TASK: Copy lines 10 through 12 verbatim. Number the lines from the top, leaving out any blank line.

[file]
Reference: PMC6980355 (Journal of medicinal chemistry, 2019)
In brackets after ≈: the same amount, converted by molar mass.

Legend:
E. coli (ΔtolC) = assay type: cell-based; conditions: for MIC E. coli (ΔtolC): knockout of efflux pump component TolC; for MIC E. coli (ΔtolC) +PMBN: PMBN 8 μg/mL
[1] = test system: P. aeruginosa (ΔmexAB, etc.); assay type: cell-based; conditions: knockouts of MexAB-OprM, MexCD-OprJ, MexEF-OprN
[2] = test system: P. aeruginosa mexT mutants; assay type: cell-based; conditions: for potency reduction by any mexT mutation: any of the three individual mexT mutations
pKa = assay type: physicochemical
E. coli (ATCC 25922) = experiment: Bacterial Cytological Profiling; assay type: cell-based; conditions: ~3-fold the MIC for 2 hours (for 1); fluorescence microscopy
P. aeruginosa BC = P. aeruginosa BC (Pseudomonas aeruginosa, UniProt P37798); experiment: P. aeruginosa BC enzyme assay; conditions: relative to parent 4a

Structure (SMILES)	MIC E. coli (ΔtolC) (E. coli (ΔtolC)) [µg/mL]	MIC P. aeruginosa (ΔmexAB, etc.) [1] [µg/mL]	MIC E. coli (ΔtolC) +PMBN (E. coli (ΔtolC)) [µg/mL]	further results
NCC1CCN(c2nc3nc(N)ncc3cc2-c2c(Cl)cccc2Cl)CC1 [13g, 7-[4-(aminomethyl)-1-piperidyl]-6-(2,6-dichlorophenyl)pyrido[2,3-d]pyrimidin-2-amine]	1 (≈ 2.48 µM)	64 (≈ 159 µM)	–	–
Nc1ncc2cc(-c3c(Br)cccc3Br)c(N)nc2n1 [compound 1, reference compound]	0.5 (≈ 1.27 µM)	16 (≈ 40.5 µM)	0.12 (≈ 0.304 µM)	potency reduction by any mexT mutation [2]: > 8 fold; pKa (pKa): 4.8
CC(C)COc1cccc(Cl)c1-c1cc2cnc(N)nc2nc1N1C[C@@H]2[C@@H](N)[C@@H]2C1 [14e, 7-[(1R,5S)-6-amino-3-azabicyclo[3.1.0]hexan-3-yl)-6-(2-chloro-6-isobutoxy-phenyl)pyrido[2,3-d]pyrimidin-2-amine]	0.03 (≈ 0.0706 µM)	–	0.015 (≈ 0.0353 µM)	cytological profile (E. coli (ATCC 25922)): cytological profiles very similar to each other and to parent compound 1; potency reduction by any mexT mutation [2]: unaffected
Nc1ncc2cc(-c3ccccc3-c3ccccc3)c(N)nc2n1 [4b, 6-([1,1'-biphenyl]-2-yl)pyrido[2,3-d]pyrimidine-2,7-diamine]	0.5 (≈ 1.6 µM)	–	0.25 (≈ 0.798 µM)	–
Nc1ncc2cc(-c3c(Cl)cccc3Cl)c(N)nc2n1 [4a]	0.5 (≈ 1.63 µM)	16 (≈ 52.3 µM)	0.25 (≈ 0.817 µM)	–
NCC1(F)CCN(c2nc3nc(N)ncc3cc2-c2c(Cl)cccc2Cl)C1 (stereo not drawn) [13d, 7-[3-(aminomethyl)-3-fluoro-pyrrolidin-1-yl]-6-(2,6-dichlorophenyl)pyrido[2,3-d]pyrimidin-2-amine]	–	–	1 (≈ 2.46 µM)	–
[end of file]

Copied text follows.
Structure (SMILES)	MIC E. coli (ΔtolC) (E. coli (ΔtolC)) [µg/mL]	MIC P. aeruginosa (ΔmexAB, etc.) [1] [µg/mL]	MIC E. coli (ΔtolC) +PMBN (E. coli (ΔtolC)) [µg/mL]	further results
NCC1CCN(c2nc3nc(N)ncc3cc2-c2c(Cl)cccc2Cl)CC1 [13g, 7-[4-(aminomethyl)-1-piperidyl]-6-(2,6-dichlorophenyl)pyrido[2,3-d]pyrimidin-2-amine]	1 (≈ 2.48 µM)	64 (≈ 159 µM)	–	–
Nc1ncc2cc(-c3c(Br)cccc3Br)c(N)nc2n1 [compound 1, reference compound]	0.5 (≈ 1.27 µM)	16 (≈ 40.5 µM)	0.12 (≈ 0.304 µM)	potency reduction by any mexT mutation [2]: > 8 fold; pKa (pKa): 4.8